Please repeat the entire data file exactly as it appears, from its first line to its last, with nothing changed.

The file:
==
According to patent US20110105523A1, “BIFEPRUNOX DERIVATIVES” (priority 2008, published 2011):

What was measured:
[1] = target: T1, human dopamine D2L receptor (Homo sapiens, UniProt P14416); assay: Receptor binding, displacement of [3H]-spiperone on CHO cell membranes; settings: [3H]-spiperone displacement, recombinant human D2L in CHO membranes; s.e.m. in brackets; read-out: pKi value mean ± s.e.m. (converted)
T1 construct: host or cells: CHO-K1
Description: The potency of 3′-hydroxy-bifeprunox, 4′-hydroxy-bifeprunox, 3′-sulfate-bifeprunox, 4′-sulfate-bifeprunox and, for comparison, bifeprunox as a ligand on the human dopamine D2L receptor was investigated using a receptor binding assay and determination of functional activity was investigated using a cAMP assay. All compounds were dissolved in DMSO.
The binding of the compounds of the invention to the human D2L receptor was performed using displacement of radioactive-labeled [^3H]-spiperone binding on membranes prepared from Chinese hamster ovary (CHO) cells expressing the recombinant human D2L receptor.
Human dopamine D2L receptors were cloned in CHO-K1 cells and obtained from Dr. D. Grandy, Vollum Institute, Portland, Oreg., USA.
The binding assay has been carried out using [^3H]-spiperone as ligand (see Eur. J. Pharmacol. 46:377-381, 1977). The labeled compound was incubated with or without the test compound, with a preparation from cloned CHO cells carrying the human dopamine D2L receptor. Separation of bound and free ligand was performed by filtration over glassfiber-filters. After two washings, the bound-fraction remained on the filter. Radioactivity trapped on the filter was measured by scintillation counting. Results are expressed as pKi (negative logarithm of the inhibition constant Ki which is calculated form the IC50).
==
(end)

According to patent US20110105523A1, “BIFEPRUNOX DERIVATIVES” (priority 2008, published 2011):

What was measured:
[1] = target: T1, human dopamine D2L receptor (Homo sapiens, UniProt P14416); assay: Receptor binding, displacement of [3H]-spiperone on CHO cell membranes; settings: [3H]-spiperone displacement, recombinant human D2L in CHO membranes; s.e.m. in brackets; read-out: pKi value mean ± s.e.m. (converted)
T1 construct: host or cells: CHO-K1
Description: The potency of 3′-hydroxy-bifeprunox, 4′-hydroxy-bifeprunox, 3′-sulfate-bifeprunox, 4′-sulfate-bifeprunox and, for comparison, bifeprunox as a ligand on the human dopamine D2L receptor was investigated using a receptor binding assay and determination of functional activity was investigated using a cAMP assay. All compounds were dissolved in DMSO.
The binding of the compounds of the invention to the human D2L receptor was performed using displacement of radioactive-labeled [^3H]-spiperone binding on membranes prepared from Chinese hamster ovary (CHO) cells expressing the recombinant human D2L receptor.
Human dopamine D2L receptors were cloned in CHO-K1 cells and obtained from Dr. D. Grandy, Vollum Institute, Portland, Oreg., USA.
The binding assay has been carried out using [^3H]-spiperone as ligand (see Eur. J. Pharmacol. 46:377-381, 1977). The labeled compound was incubated with or without the test compound, with a preparation from cloned CHO cells carrying the human dopamine D2L receptor. Separation of bound and free ligand was performed by filtration over glassfiber-filters. After two washings, the bound-fraction remained on the filter. Radioactivity trapped on the filter was measured by scintillation counting. Results are expressed as pKi (negative logarithm of the inhibition constant Ki which is calculated form the IC50).